Just Food? Food and Farming for a Sustainable Future, edited by Barbara Butler, Spring 2018. Christians Aware, ISBN 978 0 9955 5428 6 0, 229 pages. RRP £12 + £4 p&p from Christians Aware, 2 Saxby St, Leicester, LE2 0ND. www.christiansaware.co.uk
Food and farming, like those they serve, never walk alone. The response to the title’s general question is inherent and satisfying: “Food and farming for a sustainable future”. Their reverse, non-sustainable food and farming, threaten life on earth and even contribute to a reign of death.
This book points towards food security and justice. As Editor Barbara Butler writes, “Despair is not helpful”. She suggests we can do a lot (as indeed we can and often do). Food and nutrition security are vital for the future of the world.
A principal contribution we make is inclusion of God in farming and food production. Our faith testifies, imaginatively, that farming began in a garden, under God, that our central act of worship is a meal, and that God in the human Jesus became one of us and died for us to redeem us. This is our God whom we worship and follow.
We are within God’s soil community, entrusted to us for sustainable production and use. We encourage soil love. We are a loving, created community. All sustainable farming, traditional or modern, recognises that we are a created community. We serve God by serving the soil, including its sustainable use for our food, and even with some improvements in human technology. We can contribute compost using food waste (or remnants) as a principal example of soil love under God. Even disused food plants or food can serve as compost. I even include here what the late organic gardener Lawrence Hills called Chairman Mao’s cocktail – the use of human urine can nourish the growing soil community.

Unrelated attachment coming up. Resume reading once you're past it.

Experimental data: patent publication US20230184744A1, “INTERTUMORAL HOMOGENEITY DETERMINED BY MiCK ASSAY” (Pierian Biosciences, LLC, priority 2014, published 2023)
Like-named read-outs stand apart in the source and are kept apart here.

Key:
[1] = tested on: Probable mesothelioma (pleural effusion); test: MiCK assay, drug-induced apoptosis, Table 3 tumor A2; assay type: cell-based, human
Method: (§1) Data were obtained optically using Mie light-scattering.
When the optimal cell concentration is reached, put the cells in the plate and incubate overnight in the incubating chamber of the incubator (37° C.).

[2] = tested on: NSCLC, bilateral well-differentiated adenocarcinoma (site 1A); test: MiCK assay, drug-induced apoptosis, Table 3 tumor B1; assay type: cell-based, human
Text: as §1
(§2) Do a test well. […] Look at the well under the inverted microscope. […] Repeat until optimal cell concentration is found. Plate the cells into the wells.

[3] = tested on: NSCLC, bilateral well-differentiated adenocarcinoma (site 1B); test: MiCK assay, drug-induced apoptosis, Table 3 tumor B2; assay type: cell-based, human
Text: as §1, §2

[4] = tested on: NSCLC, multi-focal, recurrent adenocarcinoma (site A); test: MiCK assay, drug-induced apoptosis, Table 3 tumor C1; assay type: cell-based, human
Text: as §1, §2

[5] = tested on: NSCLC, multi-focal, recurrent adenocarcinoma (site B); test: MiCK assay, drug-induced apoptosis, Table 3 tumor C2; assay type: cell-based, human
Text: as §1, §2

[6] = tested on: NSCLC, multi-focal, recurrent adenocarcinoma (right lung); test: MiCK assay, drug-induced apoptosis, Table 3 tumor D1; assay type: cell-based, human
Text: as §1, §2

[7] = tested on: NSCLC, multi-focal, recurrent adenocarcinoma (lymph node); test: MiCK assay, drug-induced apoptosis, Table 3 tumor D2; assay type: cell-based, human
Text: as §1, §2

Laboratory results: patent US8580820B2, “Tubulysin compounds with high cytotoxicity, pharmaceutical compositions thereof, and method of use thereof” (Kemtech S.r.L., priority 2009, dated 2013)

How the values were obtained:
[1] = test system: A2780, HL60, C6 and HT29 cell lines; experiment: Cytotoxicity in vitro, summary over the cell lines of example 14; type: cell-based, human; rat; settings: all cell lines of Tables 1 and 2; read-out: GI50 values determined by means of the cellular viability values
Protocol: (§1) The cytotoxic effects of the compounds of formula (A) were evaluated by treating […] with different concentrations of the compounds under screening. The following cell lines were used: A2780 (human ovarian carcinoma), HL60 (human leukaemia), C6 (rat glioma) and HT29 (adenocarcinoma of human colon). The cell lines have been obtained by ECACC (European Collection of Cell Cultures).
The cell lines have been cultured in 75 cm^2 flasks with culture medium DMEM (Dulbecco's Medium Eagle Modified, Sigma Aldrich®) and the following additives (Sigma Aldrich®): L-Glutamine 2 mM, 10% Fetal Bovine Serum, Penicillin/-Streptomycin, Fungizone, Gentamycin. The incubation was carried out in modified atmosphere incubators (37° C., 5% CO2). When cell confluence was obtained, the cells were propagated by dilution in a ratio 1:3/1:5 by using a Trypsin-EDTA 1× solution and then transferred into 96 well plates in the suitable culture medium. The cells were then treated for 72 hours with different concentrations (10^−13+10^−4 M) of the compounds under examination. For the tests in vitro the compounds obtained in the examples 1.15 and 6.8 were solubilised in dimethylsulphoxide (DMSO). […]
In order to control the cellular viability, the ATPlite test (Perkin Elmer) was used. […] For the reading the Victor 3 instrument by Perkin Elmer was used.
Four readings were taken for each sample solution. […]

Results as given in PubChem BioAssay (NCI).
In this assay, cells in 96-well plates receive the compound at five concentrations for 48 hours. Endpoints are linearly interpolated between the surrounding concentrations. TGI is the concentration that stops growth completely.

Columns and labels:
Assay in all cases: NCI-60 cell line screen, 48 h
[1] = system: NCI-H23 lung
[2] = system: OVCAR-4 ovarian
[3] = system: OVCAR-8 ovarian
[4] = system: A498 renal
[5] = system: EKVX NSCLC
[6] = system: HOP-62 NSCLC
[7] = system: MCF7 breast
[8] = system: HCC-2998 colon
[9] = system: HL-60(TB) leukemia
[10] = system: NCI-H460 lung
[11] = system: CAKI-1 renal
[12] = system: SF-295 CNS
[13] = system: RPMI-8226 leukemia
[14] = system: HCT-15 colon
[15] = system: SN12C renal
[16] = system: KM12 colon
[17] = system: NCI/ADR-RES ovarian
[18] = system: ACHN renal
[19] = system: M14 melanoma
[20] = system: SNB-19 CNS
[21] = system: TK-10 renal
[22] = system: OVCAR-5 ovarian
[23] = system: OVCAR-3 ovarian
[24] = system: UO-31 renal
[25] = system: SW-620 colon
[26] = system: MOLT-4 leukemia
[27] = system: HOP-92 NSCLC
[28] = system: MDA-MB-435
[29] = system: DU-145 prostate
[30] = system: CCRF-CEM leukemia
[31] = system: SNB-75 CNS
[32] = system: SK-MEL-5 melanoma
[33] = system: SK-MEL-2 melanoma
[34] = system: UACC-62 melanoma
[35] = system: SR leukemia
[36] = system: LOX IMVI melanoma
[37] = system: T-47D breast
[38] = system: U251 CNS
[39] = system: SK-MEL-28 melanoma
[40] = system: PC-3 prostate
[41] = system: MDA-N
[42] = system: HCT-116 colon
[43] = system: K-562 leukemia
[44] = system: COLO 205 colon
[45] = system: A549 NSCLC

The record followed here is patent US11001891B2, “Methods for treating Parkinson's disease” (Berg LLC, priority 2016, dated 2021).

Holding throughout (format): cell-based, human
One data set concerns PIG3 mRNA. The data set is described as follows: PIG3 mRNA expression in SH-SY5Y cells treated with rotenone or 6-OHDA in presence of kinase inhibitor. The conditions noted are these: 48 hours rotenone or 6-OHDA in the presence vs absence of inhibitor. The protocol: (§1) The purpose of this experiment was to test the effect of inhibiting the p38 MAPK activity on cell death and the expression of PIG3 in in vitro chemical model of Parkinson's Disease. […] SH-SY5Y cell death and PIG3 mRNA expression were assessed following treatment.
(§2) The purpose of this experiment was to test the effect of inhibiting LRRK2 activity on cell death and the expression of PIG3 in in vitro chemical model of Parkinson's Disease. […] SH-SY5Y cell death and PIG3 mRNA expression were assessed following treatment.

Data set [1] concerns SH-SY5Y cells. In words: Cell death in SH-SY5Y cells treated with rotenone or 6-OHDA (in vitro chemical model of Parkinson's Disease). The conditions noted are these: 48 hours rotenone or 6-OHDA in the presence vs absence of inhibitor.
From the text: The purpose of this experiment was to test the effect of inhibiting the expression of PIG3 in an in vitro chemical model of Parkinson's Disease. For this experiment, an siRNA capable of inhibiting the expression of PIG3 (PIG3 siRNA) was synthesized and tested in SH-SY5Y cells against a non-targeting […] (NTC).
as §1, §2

All of us, including our children, can support and learn from the soil wisdom of the Soil Association, through its contemporary members, and from some wise ancestors such as John Muir, F W Schumacher, John Seymour and Eve Balfour. Soil health is damaged through human generated air, soil and water pollution and compaction. With the Soil Association and similar groups including the Sierra Club, Green Christian and others, we can maintain and improve soil fertility and structure through increasing food resilience, careful cultivation and use of green manures, and well rotted compost, including animal manures.
Grasslands in general, especially mixed with clover and livestock, nourish soil. Green manures with different root systems are especially useful. The Agroforestry Research Trust promotes food producing trees as especially welcome, not only for their nurture of the soil, but for their concomitant food production. Bacteria and other “fringe” soil members are also encouraged for the work they do. Small predators nourish themselves on other nutrients and organic matter which in turn they pass on. I now appreciate, even more than when I was a boy maturing in Michigan, that trees are, along with my dog Clare of Assisi, “man’s best friend”. We may summarise the wide ranging wisdom throughout this book by noting that, as soil creatures, we secure a sustainable future for our agriculture and food and life with God on Earth.
Dr Edward P. Echlin